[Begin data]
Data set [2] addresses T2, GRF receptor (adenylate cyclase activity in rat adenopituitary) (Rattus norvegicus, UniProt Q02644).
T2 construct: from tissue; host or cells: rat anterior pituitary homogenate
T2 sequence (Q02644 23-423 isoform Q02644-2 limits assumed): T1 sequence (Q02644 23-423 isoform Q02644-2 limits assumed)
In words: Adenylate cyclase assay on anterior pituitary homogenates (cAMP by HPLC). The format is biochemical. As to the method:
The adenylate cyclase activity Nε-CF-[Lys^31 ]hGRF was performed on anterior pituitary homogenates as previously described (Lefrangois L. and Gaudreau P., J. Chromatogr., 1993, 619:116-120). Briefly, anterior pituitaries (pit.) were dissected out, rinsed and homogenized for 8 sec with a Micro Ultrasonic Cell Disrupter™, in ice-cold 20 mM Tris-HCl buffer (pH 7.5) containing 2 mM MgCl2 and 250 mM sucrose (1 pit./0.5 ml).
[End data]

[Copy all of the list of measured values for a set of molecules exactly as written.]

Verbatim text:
Data set [2] addresses T2, GRF receptor (adenylate cyclase activity in rat adenopituitary) (Rattus norvegicus, UniProt Q02644).
T2 construct: from tissue; host or cells: rat anterior pituitary homogenate
T2 sequence (Q02644 23-423 isoform Q02644-2 limits assumed): T1 sequence (Q02644 23-423 isoform Q02644-2 limits assumed)
In words: Adenylate cyclase assay on anterior pituitary homogenates (cAMP by HPLC). The format is biochemical. As to the method:
The adenylate cyclase activity Nε-CF-[Lys^31 ]hGRF was performed on anterior pituitary homogenates as previously described (Lefrangois L. and Gaudreau P., J. Chromatogr., 1993, 619:116-120). Briefly, anterior pituitaries (pit.) were dissected out, rinsed and homogenized for 8 sec with a Micro Ultrasonic Cell Disrupter™, in ice-cold 20 mM Tris-HCl buffer (pH 7.5) containing 2 mM MgCl2 and 250 mM sucrose (1 pit./0.5 ml).